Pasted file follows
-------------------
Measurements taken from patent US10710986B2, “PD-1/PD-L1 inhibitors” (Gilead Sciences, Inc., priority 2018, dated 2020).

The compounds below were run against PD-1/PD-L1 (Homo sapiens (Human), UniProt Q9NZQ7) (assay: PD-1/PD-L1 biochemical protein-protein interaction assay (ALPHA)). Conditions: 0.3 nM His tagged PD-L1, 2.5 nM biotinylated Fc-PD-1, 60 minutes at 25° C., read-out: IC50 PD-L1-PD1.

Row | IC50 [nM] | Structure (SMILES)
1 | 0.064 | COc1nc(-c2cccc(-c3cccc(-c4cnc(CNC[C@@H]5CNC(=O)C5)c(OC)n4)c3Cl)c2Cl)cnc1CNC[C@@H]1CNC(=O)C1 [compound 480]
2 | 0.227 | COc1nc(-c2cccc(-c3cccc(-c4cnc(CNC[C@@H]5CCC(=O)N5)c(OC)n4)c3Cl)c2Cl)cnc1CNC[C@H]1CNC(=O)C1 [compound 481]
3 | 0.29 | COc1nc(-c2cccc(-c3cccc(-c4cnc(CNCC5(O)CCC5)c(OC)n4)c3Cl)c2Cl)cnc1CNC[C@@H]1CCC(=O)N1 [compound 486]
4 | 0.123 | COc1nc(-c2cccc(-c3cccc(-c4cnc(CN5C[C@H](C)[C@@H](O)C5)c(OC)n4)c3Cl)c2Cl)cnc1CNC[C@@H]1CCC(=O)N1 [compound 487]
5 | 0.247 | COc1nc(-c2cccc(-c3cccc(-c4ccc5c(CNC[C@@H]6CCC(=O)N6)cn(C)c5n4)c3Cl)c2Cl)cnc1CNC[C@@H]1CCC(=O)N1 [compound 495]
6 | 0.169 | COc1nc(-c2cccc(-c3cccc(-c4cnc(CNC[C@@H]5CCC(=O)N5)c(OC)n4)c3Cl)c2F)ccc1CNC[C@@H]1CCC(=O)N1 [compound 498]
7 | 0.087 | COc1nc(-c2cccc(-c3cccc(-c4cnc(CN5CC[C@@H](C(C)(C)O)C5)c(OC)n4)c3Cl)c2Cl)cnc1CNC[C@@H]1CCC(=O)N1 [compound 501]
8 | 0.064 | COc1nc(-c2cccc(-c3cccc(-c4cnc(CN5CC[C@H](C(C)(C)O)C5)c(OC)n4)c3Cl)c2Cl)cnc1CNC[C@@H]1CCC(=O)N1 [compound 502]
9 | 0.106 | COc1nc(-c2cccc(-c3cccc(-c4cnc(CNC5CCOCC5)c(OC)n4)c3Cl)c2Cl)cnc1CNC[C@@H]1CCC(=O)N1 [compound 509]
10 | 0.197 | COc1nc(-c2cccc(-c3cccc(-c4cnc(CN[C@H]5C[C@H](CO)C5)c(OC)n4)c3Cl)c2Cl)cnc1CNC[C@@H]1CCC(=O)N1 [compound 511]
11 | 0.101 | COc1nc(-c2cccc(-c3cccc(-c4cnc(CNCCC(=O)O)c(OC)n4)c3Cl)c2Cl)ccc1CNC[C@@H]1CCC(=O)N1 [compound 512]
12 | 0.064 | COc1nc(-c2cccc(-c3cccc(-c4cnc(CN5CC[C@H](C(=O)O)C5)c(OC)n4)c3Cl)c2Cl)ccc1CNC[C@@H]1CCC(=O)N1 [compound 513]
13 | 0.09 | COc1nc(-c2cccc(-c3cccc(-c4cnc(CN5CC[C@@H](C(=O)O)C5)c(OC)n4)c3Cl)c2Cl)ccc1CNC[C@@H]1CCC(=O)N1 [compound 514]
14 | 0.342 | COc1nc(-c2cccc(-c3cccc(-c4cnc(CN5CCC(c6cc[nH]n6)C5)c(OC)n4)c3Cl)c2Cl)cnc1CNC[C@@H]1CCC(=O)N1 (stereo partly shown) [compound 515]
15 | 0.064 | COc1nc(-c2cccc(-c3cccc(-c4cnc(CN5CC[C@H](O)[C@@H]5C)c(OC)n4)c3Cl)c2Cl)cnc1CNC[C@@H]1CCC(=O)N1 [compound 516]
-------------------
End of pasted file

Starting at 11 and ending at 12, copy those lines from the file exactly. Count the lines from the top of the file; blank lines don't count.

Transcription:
8 | 0.064 | COc1nc(-c2cccc(-c3cccc(-c4cnc(CN5CC[C@H](C(C)(C)O)C5)c(OC)n4)c3Cl)c2Cl)cnc1CNC[C@@H]1CCC(=O)N1 [compound 502]
9 | 0.106 | COc1nc(-c2cccc(-c3cccc(-c4cnc(CNC5CCOCC5)c(OC)n4)c3Cl)c2Cl)cnc1CNC[C@@H]1CCC(=O)N1 [compound 509]